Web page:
Parkin is a protein encoded by the PARK2 gene in humans. Mutations in PARK2 are most commonly linked to both sporadic and familial forms of PD; they diminish the cell's ability to recycle its internal garbage.
PD is characterized by the accumulation of damaged proteins and mitochondria in the area of the brain where the neurotransmitter dopamine is produced.
Rapamycin, an immunosuppressant and FDA-approved drug that extends lifespan in several species, prevented PD symptoms from occurring in middle-aged mice who had a human mutation in the PARK2 gene.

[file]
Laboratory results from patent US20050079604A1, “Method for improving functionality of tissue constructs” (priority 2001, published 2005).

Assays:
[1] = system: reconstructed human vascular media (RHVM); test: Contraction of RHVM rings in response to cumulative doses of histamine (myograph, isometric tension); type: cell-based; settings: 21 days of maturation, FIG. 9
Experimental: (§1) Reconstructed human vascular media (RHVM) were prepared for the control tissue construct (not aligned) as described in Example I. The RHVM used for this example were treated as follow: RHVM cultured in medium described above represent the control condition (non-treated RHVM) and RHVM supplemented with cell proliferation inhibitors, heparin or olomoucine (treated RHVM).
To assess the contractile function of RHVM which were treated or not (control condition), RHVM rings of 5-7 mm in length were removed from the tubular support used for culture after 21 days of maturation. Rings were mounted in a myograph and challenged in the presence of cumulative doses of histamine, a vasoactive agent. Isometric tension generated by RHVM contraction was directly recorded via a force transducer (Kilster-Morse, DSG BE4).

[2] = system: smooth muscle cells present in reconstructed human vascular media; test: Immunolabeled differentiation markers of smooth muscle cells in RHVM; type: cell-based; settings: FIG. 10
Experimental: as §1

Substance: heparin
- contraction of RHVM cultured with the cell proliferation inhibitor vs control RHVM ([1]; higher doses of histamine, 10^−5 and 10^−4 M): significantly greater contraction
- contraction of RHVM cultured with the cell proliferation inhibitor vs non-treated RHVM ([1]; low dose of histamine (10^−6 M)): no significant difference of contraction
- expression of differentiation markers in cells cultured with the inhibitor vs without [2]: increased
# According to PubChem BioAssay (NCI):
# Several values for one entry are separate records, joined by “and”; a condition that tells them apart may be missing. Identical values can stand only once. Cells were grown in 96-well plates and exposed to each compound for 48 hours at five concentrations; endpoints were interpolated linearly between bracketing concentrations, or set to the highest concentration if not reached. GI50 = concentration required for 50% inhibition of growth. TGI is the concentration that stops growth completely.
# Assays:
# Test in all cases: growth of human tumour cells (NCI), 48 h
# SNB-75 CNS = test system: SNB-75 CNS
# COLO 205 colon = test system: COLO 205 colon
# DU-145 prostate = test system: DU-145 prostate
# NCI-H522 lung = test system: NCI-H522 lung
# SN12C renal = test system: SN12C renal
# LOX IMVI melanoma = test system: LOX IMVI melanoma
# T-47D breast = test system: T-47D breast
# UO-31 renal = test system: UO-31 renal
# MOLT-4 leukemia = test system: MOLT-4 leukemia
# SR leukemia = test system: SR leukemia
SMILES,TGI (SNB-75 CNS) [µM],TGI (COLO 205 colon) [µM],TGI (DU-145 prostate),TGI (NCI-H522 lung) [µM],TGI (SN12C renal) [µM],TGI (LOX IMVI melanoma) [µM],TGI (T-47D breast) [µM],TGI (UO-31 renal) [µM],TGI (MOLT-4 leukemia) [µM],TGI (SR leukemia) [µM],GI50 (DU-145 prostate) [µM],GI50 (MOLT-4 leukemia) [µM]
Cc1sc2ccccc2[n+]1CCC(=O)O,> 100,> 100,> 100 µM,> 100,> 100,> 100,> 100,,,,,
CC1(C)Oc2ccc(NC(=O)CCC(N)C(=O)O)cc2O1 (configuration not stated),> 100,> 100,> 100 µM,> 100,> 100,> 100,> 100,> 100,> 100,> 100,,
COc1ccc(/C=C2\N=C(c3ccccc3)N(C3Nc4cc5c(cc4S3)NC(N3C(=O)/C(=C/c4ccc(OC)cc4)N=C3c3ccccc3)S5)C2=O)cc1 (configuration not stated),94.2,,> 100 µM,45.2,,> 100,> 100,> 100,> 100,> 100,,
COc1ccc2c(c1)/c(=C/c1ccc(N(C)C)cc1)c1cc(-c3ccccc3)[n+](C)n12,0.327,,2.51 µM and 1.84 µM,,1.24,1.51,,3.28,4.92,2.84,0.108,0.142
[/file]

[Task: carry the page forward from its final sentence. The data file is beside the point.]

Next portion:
Scientists found that rapamycin not only boosted the mutated protein's ability to label cellular garbage, but also affected the process of recycling the garbage itself via up-regulation of a protein known as TFEB which increased the degradation and purging of both damaged proteins and mitochondria via a process known as lysosomal autophagy.
Apart from rapamycin's effects, research team also discovered that parkin is involved in mitochondrial biogenesis - via up-regulation of PGC1alpha, a protein which drives increased mitochondrial synthesis.